You will all know by now that I hate being called “Madame” – my name in French is Elise – it’s a Quaker habit I picked up from my beloved Auntie Mu. If I don’t know you at all I’ll call you “Friend” but all this Monsieur and Madame stuff leaves me cold. So I get to know everyone by their first names fairly quickly. I’m OK with the vous and tu stuff – but my name is Elise – use it.
No surprise then that the bloke who saw most of me was called Gilles. He was my memory man. His job was to play games with me and discover if I was losing my marbles. Oh dear – poor fellow, for that he had to know how many marbles I had in the first place – precious few, old love.
We had a ball! He showed me pictures and then we had long discussions on what they could be. Apparently there was one right answer but he was fascinated by what I thought they were so we nattered on. I shifted the pictures and explained some cultural differences and got him to see that it really was a Bolivian woman with a very heavy pack on her back and that could be a very significant symbol if one had any sympathy with third world poverty.
He is a lovely guy but you know me, Nanny Ab is a healer and I wanted to reach out and touch him. He had a patch of psoriasis just by his left ear and I knew it was stress-induced. So I got the conversation around to stress and said – “Gilles, if you don’t mind me saying, you are pushing yourself too hard. What is it that is driving you?”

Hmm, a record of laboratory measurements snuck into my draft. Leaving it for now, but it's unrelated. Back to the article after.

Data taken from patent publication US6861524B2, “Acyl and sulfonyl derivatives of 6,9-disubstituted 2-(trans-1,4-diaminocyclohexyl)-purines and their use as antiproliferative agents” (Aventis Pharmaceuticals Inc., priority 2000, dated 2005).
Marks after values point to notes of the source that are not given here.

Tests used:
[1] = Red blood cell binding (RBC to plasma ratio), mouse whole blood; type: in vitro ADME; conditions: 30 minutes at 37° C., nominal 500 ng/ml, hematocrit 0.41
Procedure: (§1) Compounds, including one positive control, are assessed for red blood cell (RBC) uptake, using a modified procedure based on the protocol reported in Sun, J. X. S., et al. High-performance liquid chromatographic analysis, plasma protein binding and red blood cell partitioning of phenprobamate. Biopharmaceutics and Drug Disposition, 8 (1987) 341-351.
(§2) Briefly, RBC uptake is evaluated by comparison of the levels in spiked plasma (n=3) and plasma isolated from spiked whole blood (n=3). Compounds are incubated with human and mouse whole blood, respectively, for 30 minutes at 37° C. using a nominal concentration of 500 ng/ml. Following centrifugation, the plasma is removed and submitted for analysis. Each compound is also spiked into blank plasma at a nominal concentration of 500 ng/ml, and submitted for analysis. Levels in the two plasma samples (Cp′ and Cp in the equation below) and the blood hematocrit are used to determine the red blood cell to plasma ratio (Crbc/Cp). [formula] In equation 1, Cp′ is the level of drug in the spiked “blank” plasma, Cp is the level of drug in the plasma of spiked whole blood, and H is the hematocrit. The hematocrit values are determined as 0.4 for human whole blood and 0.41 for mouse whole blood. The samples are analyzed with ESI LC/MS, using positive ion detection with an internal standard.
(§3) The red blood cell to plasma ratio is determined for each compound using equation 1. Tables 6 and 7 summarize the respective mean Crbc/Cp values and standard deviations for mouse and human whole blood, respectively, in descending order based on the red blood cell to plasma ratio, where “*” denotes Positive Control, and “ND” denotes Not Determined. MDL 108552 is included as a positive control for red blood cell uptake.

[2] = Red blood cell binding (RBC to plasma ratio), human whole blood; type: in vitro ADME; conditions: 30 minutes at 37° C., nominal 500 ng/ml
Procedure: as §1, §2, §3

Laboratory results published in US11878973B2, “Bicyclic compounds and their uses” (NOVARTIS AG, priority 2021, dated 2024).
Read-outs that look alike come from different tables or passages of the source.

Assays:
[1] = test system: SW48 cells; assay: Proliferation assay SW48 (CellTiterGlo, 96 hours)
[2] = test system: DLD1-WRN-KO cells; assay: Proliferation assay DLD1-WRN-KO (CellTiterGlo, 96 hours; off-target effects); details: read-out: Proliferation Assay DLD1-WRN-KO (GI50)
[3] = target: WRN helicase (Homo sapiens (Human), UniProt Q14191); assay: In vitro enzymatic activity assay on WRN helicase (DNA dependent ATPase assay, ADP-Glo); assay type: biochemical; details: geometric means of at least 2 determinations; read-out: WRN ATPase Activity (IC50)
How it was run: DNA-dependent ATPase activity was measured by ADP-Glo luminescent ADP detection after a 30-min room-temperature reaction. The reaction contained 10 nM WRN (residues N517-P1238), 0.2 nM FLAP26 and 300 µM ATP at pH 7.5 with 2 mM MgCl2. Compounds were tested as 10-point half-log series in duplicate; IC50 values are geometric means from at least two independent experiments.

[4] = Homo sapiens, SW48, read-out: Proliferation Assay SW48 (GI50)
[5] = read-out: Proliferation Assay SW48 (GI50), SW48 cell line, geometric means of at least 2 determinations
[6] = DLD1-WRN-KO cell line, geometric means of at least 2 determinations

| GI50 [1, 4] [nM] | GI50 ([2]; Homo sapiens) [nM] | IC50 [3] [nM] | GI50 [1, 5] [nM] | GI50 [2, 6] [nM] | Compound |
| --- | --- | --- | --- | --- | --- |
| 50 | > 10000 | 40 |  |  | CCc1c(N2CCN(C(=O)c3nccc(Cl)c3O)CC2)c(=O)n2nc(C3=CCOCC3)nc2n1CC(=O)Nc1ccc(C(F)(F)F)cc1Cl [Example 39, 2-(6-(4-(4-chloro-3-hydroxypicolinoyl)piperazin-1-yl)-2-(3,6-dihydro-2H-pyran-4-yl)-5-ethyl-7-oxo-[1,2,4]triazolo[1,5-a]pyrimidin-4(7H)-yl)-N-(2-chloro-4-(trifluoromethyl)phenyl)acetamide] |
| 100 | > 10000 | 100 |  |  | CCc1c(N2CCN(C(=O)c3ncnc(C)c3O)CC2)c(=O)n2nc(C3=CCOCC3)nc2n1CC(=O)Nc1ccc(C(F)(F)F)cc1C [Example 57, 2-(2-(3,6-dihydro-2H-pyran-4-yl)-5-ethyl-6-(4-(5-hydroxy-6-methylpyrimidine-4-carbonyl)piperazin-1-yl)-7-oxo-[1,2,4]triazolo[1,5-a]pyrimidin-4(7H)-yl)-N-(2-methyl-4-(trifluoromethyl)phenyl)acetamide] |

He’d already told me about his wife and his little boy so I felt OK to push in a bit and he let go and chatted; I didn’t feel confident enough to touch his scabby path which would have healed it but I gave him some good advice – and he relaxed.
We got through the games very quickly and discussed why I might see some things a bit weirdly. He got it. Then he started shuffling his papers and I knew he had run out of work so I said
“Gilles – are you bored?”
“Yer, a bt”
“Me too -want an English lesson?”
So we spent the next hour that he had me pencilled in on his timetable learning “proper” English – not the sort that is taught in French schools. No full sentences. One word answers are OK, slang is fine, swearing is good .. by the end of an hour he was ebullient.
Gilles accompanied me down to the café, bought me a coffee and came outside to say “How many cigarettes do you smoke per day?”
I tutted and said “You smoke? How many?”
He beamed at me. “Is possible?”
“Yer – is right”
“You smoke – how many?”
Too fucking many sweetie!”
I gave him the two kisses – he knows I ain’t mad or brain damaged. But I wish I could have done something for his psoriasis